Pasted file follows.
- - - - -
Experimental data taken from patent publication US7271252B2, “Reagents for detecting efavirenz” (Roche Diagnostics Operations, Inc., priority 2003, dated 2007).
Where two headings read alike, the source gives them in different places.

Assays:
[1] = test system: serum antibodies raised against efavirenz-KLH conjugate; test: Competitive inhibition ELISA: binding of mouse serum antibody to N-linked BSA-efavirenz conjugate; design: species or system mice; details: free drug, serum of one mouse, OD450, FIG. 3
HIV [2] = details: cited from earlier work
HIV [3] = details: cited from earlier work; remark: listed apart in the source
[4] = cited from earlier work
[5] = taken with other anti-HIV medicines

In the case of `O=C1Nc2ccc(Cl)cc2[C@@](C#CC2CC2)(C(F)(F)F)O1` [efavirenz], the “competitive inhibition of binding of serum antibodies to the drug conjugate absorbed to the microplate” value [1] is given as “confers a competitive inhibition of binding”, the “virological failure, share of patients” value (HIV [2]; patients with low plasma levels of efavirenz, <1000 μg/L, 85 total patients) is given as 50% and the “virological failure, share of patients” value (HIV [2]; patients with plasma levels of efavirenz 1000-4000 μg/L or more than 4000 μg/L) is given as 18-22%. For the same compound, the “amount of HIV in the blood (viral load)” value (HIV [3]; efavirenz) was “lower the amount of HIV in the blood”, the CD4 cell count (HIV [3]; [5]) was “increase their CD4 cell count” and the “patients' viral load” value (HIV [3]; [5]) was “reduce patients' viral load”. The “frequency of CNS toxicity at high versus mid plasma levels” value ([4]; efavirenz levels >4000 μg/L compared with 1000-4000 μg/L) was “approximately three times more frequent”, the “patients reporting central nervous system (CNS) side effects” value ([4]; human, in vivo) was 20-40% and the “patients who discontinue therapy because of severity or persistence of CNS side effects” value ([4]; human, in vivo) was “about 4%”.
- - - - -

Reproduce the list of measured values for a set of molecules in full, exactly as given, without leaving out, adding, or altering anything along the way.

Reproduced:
Experimental data taken from patent publication US7271252B2, “Reagents for detecting efavirenz” (Roche Diagnostics Operations, Inc., priority 2003, dated 2007).
Where two headings read alike, the source gives them in different places.

Assays:
[1] = test system: serum antibodies raised against efavirenz-KLH conjugate; test: Competitive inhibition ELISA: binding of mouse serum antibody to N-linked BSA-efavirenz conjugate; design: species or system mice; details: free drug, serum of one mouse, OD450, FIG. 3
HIV [2] = details: cited from earlier work
HIV [3] = details: cited from earlier work; remark: listed apart in the source
[4] = cited from earlier work
[5] = taken with other anti-HIV medicines

In the case of `O=C1Nc2ccc(Cl)cc2[C@@](C#CC2CC2)(C(F)(F)F)O1` [efavirenz], the “competitive inhibition of binding of serum antibodies to the drug conjugate absorbed to the microplate” value [1] is given as “confers a competitive inhibition of binding”, the “virological failure, share of patients” value (HIV [2]; patients with low plasma levels of efavirenz, <1000 μg/L, 85 total patients) is given as 50% and the “virological failure, share of patients” value (HIV [2]; patients with plasma levels of efavirenz 1000-4000 μg/L or more than 4000 μg/L) is given as 18-22%. For the same compound, the “amount of HIV in the blood (viral load)” value (HIV [3]; efavirenz) was “lower the amount of HIV in the blood”, the CD4 cell count (HIV [3]; [5]) was “increase their CD4 cell count” and the “patients' viral load” value (HIV [3]; [5]) was “reduce patients' viral load”. The “frequency of CNS toxicity at high versus mid plasma levels” value ([4]; efavirenz levels >4000 μg/L compared with 1000-4000 μg/L) was “approximately three times more frequent”, the “patients reporting central nervous system (CNS) side effects” value ([4]; human, in vivo) was 20-40% and the “patients who discontinue therapy because of severity or persistence of CNS side effects” value ([4]; human, in vivo) was “about 4%”.